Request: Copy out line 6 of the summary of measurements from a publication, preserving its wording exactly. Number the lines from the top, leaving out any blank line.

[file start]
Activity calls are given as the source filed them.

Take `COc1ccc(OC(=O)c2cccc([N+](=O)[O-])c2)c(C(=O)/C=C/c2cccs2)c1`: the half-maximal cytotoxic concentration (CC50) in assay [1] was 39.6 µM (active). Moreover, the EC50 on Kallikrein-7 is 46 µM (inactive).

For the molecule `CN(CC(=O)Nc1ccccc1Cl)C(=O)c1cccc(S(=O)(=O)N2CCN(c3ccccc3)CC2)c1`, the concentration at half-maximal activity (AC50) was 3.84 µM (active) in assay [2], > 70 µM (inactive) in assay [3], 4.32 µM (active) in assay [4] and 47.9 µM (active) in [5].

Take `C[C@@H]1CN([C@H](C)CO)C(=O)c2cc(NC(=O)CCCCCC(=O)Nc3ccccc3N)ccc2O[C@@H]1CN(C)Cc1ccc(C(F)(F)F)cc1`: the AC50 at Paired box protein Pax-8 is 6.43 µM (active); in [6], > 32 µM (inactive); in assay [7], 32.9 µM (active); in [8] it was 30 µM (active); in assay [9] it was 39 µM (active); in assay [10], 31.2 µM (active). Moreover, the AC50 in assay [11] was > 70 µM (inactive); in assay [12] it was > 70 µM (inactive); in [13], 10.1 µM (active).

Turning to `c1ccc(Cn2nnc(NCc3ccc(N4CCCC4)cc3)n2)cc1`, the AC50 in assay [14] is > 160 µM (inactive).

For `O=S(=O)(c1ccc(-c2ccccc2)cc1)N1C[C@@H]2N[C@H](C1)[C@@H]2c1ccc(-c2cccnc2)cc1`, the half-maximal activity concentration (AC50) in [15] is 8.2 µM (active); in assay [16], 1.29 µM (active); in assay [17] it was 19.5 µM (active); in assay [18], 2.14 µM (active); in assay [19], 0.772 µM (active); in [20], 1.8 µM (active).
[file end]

For `O=S(=O)(c1ccc(-c2ccccc2)cc1)N1C[C@@H]2N[C@H](C1)[C@@H]2c1ccc(-c2cccnc2)cc1`, the half-maximal activity concentration (AC50) in [15] is 8.2 µM (active); in assay [16], 1.29 µM (active); in assay [17] it was 19.5 µM (active); in assay [18], 2.14 µM (active); in assay [19], 0.772 µM (active); in [20], 1.8 µM (active).